- A caregiving roadmap for success can include building out a financial plan and knowing how and when to ask for help from others—both at home and at work.
- When caregiving needs become front and center for the family, it's important to map out the roles and responsibilities of other family members involved.
- Understand the hidden financial cost of leaving the workforce and the adverse impacts it may have on potential raises and promotions, or participating in a variety of important employee benefits.
Millions of Americans became caregivers for the first time in their lives during the COVID pandemic. With women making up the vast majority of new caregivers, many say they found themselves with no other choice than to put work aside and care for their aging relatives or young children.
Where are they now? Many who reduced their work hours or left the workforce entirely took a big financial hit, including to their retirement savings—and are just starting to understand the impact on their financial goals, social life, mental health, and career.
According to the Fidelity Investments® American Caregivers study,* more than three-quarters of respondents say making the choice to provide care was something they wanted to do regardless of the challenges or downsides.
"With the US emerging from the grips of the pandemic, now may be the ideal time for caregivers, especially those juggling work and family demands, to hit the reset button and find ways to lower their stress levels and tend to their own mental well-being," says Stacey Watson, senior vice president of Life Event Planning at Fidelity Investments.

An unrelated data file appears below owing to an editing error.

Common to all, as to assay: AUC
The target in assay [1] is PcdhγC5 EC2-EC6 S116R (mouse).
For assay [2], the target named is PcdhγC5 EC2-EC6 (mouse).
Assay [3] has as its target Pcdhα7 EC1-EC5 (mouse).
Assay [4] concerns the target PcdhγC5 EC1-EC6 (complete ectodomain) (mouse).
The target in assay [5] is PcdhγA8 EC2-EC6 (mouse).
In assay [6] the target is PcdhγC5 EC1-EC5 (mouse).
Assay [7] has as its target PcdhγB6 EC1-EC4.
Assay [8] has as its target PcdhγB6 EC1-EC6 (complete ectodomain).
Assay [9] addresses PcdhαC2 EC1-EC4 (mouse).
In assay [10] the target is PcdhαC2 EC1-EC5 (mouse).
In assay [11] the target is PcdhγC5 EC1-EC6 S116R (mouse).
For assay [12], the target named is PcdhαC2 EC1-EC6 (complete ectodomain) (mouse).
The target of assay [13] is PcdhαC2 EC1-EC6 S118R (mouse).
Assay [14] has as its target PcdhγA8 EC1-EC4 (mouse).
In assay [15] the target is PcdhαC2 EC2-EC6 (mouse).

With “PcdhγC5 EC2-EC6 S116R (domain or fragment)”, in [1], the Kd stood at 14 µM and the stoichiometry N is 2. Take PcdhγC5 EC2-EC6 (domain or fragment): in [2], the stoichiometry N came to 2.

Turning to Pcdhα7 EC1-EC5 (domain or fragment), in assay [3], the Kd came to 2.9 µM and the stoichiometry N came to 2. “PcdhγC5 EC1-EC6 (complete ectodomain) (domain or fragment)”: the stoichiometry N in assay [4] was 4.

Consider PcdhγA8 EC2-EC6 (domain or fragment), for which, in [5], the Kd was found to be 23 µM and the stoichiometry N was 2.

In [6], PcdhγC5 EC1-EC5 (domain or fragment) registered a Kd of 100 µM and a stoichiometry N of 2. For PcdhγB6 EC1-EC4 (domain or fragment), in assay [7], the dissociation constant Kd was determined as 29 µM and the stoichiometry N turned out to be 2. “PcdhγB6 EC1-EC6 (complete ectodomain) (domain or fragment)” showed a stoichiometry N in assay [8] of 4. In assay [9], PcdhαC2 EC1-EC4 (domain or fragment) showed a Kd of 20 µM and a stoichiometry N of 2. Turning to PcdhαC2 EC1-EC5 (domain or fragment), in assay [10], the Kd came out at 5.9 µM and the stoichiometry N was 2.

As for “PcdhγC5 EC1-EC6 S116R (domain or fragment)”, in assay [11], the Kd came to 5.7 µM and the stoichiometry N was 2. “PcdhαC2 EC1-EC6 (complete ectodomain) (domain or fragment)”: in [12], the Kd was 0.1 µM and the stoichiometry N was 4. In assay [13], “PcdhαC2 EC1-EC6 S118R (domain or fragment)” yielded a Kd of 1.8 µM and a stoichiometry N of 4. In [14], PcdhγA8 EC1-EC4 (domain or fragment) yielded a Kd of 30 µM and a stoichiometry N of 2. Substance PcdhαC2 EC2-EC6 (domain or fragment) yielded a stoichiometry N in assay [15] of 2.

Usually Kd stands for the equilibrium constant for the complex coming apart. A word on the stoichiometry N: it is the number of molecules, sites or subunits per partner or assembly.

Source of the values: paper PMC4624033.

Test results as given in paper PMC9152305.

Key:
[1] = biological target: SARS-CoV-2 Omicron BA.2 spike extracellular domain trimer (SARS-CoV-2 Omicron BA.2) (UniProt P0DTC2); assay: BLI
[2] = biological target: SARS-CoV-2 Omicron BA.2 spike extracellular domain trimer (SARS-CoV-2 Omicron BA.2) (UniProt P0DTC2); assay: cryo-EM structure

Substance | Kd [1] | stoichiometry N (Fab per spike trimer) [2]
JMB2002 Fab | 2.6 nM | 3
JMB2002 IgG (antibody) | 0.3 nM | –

The good news: The data suggest such a reset is possible, if caregivers ask for help, both at home and at work, and mindfully build a roadmap for success—one that includes a financial plan.
The emotional and financial impact of caregiving
The study, which examines awareness and management of the emotional and financial costs of caregiving, also finds nearly 3 in 4 respondents identified as female, validating that women disproportionately bear the burden of caregiving in the American family model.
No surprises there.
More than half of respondents say from the start, the decision to become a caregiver was a mostly emotional rather than a practical decision, with 83% saying they felt they had no other choice but to assume the responsibilities.
"Unless you're in the thick of providing care, you may not realize the impact the experience can have," said Watson. "When a member of the family takes on caregiving responsibilities, others may not realize the true toll it takes. Awareness and communication are critical elements to a successful support system that benefits both the cared-for and the caregiver."